- The wholly online Disability History Museum offers hundreds of primary sources, background essays, and other resources. The museum examines the people, lives, and institutions of disability from the founding of the nation to today. Looking across disabilities and ages, the site aims to help all users deepen understanding of variation and difference in national and community life. http://www.disabilitymuseum.org
Crossover Themes of Disability History
State history standards and textbooks across the U.S. commonly emphasize a similar structure of topics in history. Even in states that do not yet make Disability History explicit, the following themes offer places where teachers can integrate key moments and concepts of Disability History.
- Founding of Schools and of Asylums – (1820-1860) Antebellum Reform Movements
- Civil War Veterans – (1861-1900) Impacts of Civil War / Growth of Federal Government
- WWI Veterans – (1917-1932) Progressive Era / Propaganda / Impacts of WWI
- Social Security Disability – (1933-1977) Progressive Era / New Deal / Responsibilities of Private Sector vs Government
- Disability Rights – (1962-1990) Cold War Era Social Protests
- From Homes to Poor Farms (Pre-History – 1900) – People with Disabilities in Traditional Communities
Selected Publications and Collections on Disability History
- Disability History/Archives Consortium
- Online collections include:
- The Disability History/Archives Consortium is a national collaboration that aims to promote the integration of collections, preservation, access, and the development of education resources about disability history broadly defined. Published quarterly, each edition features news from leading local, state, and national museums and archives with collections on disability history, including those listed above.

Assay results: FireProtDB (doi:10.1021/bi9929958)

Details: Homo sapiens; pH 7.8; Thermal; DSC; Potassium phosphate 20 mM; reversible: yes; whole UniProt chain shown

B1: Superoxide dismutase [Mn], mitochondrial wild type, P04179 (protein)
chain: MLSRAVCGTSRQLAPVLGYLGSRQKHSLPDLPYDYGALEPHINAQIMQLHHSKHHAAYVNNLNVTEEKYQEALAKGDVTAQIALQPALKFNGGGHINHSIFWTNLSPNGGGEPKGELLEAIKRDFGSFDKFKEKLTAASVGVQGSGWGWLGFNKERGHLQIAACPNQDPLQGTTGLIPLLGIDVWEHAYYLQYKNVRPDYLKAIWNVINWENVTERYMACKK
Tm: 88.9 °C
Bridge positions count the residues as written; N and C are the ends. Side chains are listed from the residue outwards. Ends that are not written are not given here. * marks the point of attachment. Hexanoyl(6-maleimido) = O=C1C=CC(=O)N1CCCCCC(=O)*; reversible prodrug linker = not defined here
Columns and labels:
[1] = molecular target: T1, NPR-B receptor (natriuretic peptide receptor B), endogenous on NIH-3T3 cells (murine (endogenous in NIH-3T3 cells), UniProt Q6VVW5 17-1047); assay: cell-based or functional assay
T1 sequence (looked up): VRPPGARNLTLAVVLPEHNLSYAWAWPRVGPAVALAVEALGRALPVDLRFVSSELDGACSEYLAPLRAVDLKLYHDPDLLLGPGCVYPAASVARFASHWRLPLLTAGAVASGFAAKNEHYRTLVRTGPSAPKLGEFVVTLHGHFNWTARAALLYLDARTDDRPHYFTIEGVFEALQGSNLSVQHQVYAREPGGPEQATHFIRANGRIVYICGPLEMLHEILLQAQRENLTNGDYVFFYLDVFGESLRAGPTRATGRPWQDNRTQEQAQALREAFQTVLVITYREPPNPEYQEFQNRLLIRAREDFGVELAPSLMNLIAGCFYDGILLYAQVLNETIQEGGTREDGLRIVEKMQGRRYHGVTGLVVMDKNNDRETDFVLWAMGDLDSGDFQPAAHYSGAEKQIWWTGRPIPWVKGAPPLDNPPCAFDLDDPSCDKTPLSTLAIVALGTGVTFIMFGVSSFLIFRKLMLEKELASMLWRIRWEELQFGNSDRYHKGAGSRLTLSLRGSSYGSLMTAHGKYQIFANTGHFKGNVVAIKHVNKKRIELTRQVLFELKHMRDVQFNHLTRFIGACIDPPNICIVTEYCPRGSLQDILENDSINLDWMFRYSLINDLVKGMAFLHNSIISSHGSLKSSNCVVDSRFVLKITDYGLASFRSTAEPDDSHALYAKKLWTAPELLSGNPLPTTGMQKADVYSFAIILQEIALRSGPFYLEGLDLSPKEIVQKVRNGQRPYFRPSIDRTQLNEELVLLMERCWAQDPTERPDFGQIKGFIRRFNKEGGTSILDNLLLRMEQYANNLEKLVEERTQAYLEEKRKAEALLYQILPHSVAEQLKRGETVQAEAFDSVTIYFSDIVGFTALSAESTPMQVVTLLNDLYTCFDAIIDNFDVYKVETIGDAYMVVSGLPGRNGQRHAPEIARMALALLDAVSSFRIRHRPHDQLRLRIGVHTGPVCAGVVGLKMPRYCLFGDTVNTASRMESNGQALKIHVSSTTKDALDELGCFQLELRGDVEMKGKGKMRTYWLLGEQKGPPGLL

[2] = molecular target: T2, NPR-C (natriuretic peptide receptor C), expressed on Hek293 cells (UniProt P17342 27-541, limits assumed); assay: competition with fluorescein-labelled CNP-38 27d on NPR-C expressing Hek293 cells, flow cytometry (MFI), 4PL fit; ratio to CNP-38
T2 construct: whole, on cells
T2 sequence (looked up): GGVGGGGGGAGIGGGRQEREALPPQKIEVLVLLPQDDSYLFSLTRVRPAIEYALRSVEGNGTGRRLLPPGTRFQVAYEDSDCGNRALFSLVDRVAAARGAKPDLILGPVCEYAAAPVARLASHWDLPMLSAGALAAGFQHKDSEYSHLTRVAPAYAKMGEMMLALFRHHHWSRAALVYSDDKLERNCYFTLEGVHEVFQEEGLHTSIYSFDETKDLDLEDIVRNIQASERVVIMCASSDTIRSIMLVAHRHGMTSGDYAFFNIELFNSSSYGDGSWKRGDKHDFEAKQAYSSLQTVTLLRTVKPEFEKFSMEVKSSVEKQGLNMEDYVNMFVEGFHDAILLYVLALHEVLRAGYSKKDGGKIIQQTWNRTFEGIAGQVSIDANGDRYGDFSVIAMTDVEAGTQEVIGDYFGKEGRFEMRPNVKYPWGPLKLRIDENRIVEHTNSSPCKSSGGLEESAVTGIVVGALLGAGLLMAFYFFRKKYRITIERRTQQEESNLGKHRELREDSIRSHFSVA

Other Selected Publications on Disability History
Readings to introduce key concepts of Disability History.
- Argetsinger, J., & Q. LaLonde. (2015). “Disability History: What contributed to a growing understanding and awareness of people with disabilities?” Primary Source Set from EmergingAmerica.org. http://emergingamerica.org/resource/disability-history/
- Baynton, D. (2001). “Disability and the Justification of Inequality in American History” Disability History Museum. Retrieved 03/01/2019. http://www.disabilitymuseum.org/dhm/edu/essay.html?id=70
- Nielsen, K. E. (2012). A disability history of the United States(Vol. 2). Beacon Press.
Emerging America built this digital resource to provide ongoing support for K-12 teachers of history, social studies, and humanities to challenge and nurture struggling learners. Register for the fully online Accessing Inquiry for Students with Disability through Primary Sources course, or ask to be notified when it is offered in the future.
Elements of the Accessing Inquiry Strategies resource
- Universal Design for Learning (UDL)
- Disability History through Primary Sources
- Immigrant History through Primary Sources
- Resources & Assistive Technology
- Inquiry Strategies
- Engagement Strategies
- Assessment Strategies